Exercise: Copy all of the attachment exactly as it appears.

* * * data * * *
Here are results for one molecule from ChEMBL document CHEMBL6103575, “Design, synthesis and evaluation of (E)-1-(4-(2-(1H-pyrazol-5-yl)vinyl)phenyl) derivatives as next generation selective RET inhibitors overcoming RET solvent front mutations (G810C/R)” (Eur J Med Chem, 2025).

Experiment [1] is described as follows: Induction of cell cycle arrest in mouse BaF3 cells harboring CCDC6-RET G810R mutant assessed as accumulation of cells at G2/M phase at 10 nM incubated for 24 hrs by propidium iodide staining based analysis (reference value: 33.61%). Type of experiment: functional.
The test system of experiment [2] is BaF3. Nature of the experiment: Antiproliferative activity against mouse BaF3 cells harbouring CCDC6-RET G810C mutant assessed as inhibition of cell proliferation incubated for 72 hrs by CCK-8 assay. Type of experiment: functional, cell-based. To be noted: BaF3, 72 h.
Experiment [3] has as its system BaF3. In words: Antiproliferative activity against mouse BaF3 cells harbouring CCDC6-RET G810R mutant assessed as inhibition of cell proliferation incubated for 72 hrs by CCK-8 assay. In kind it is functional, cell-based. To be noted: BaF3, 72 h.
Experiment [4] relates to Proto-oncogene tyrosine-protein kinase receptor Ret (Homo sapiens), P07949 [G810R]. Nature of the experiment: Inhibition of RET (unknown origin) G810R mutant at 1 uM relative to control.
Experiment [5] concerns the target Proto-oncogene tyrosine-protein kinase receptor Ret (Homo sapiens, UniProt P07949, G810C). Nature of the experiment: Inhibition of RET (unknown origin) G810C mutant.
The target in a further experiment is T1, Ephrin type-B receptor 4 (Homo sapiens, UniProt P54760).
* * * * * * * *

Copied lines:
Here are results for one molecule from ChEMBL document CHEMBL6103575, “Design, synthesis and evaluation of (E)-1-(4-(2-(1H-pyrazol-5-yl)vinyl)phenyl) derivatives as next generation selective RET inhibitors overcoming RET solvent front mutations (G810C/R)” (Eur J Med Chem, 2025).

Experiment [1] is described as follows: Induction of cell cycle arrest in mouse BaF3 cells harboring CCDC6-RET G810R mutant assessed as accumulation of cells at G2/M phase at 10 nM incubated for 24 hrs by propidium iodide staining based analysis (reference value: 33.61%). Type of experiment: functional.
The test system of experiment [2] is BaF3. Nature of the experiment: Antiproliferative activity against mouse BaF3 cells harbouring CCDC6-RET G810C mutant assessed as inhibition of cell proliferation incubated for 72 hrs by CCK-8 assay. Type of experiment: functional, cell-based. To be noted: BaF3, 72 h.
Experiment [3] has as its system BaF3. In words: Antiproliferative activity against mouse BaF3 cells harbouring CCDC6-RET G810R mutant assessed as inhibition of cell proliferation incubated for 72 hrs by CCK-8 assay. In kind it is functional, cell-based. To be noted: BaF3, 72 h.
Experiment [4] relates to Proto-oncogene tyrosine-protein kinase receptor Ret (Homo sapiens), P07949 [G810R]. Nature of the experiment: Inhibition of RET (unknown origin) G810R mutant at 1 uM relative to control.
Experiment [5] concerns the target Proto-oncogene tyrosine-protein kinase receptor Ret (Homo sapiens, UniProt P07949, G810C). Nature of the experiment: Inhibition of RET (unknown origin) G810C mutant.
The target in a further experiment is T1, Ephrin type-B receptor 4 (Homo sapiens, UniProt P54760).